For less hearty souls, there’s this thread.
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Old 09-01-2008, 07:02 PM   #5
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Posts: 351
Drives: W220 '06
Thanks Splinter

Timing, so far, my wife's car has had few problems and by her request has remained unmodified since new. So much so I haven't followed this forum with as much diligence as when I had my '99 W210. I saw the "free work" thread about the same time as the "hose" thread. I noticed that no one had updated the "free work" thread since March and I just wanted to try one more thing before taking it to the dealer or local independent shop as I no longer have a warranty. Hindsight would indicate the problem would of been fixed if I had to take it in to the dealer. I am just glad I was able to fix it without an extra trip. Thanks again to everyone that participates on mbworld.org, this has always been a great place containing a wealth of information. Everyone here seems to be good people.
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Old 06-04-2014, 11:22 AM   #6
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Join Date: Jun 2014
Posts: 1
Drives: C230 coupe Kompressor
Still in the Sacramento area?

I have the same problem now.

Quote:
Originally Posted by rob_fed View Post
My wife's C230K had been experiencing decline in idle quality over a period of about 3 months. The car has logged about about 50K miles. Initially, it was a slight lumpy idle, then a periodic CEL or "check engine light", the first CEL's P0 numbers indicated "... misfire bank ???" I can't remember the code. And then towards the last month, the famed P0172 code - over rich mixture.

Researching the web is good and bad when trying to diagnose car problems. One symptom can be related to many parts and each person's interpretation can be slightly different. When the idle first a little lumpy, I was able to spray copious amounts of CRC MAF cleaner on the MAF. First, just thru the metal mesh with the air cleaner removed and then the big plunge of removing he airbox with MAF. When the idle seem to improve slightly and then go back, I was sure that I needed a new MAF, from which I did order from the Arizona parts house. I go the Siemens unit for $276.

Next, this was not the main problem, I no longer saw the misfire code, but now the P0172 OBDII CEL code. I remembered this link:

http://www.mbworld.org/forums/showth...&highlight=pcv

I had not really paid much attention to the overall content, only that the description on how to remove the air box was very good. When I plugged in P0172 in this mbworld.org forum search engine, I was indirectly pointed back to this page. I then read each line, by line, and over again. I had missed the cracked PCV hose issue altogether!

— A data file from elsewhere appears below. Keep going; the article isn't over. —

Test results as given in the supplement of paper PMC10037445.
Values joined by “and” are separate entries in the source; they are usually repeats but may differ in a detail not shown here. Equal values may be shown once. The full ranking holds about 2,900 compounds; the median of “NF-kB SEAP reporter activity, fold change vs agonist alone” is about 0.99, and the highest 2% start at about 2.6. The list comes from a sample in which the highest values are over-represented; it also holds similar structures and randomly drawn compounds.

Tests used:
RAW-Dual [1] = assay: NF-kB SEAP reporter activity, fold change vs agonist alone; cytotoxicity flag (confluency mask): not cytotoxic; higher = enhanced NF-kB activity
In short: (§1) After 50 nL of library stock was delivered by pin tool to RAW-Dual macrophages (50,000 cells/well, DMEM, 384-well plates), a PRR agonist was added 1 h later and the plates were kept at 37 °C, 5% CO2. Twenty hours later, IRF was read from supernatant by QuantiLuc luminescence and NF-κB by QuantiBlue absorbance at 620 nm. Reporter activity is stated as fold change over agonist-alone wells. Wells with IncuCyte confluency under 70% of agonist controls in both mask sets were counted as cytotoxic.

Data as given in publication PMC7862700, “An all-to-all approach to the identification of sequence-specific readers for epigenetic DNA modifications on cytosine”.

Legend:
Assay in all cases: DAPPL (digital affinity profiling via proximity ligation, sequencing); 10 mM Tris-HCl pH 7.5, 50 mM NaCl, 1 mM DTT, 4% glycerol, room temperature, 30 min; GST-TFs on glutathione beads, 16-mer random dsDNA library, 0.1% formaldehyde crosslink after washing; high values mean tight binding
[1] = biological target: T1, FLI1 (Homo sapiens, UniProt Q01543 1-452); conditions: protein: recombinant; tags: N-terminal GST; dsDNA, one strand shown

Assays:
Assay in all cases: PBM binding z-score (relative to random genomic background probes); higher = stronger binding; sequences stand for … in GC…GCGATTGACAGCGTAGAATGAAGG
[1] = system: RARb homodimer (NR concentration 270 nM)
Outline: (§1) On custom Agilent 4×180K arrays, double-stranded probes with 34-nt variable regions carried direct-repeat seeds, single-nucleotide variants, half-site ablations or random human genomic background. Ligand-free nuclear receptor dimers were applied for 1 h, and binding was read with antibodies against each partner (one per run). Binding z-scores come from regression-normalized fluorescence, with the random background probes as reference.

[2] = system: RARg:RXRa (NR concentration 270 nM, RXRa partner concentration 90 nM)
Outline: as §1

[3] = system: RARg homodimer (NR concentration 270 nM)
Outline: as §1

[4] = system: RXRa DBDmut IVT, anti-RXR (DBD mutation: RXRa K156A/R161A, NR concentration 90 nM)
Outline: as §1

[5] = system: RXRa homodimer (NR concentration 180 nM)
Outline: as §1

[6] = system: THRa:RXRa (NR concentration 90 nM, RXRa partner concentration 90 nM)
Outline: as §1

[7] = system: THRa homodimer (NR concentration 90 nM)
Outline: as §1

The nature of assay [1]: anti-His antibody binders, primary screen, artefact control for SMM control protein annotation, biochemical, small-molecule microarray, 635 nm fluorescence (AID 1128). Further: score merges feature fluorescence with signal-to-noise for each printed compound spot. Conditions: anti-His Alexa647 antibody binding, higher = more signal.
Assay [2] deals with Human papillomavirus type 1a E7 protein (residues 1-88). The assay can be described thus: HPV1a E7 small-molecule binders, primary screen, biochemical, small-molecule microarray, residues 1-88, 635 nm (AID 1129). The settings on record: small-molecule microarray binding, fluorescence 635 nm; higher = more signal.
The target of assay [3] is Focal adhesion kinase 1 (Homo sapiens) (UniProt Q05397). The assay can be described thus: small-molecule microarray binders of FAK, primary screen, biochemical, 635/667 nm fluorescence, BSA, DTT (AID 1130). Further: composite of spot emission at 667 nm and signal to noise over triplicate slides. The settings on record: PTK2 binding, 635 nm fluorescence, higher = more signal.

This may be in another post, but the PCV hose part number has been updated from A203-018-12-82 to 271-018-12-82. My price August 29, 2008 was $14.24 plus CA sales tax from Mercedes Benz of Sacramento.

After many cleanings of the MAF, I have gotten very proficient in removing the air box. Takes only about 5 minutes now. The lower intake connection now has a hose clamp with a thumbscrew, I can untwist this connection with my fingers. The hardest part is reassembly when getting the air box tube back into the rubber hose. I use a little spray lube to allow the parts to slide together easier. Do not use silicone spray, it is supposed to be bad for the O2 sensors.

Along the way, I also had put in many bottles of Chevron Techron in the gas, changed the spark plugs with the magic hope of not seeing the CEL and fixing the now very lumpy idle.

The hose was purchased and I replaced it. The old one had a crack in the middle of the hose, not near the ends where the hose clamps are placed. There is not an easy way to describe the replacement, the hose slips on to the attachment nipples very easily. But the securing or tightening of the lower hose clamp is extremely tedious and is a real b!tch! Sorry, the stock clamp is a spring clamp that the MBZ techs must have a special set of pliers to remove and replace. For the home want a be fixer, I chose the basic screw on clamp (as suggested by the other post). If you can substitute the screw on with a spring clamp and have the a special tool, this is the way to do it.

Here are some pictures of the hose. Even after removing and replacing the air box, I was not looking for the cracked hose, but it is very obvious. I tore off the flap on the hose so you can see the large split. The lower hose clamp is the bear of the task.

2 cents - All of the info found on the web was good, but you have to be open minded to really figure out what the problem could be. At home, I don't have the proper equipment to truly test all parts. All in all, with the replacement the hose, plugs, MAF and the use of Techron. The car seems to run very smooth now. Power in the mid-band seems to come back alive.


Thanks,

-rob
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Old 06-04-2014, 11:22 AM
 
 
 
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03, 05, 2005, benz, c230, c230p0172, clogged, e320, gmc, hose, mercedes, mersedes, obd, p0172, pcv, w203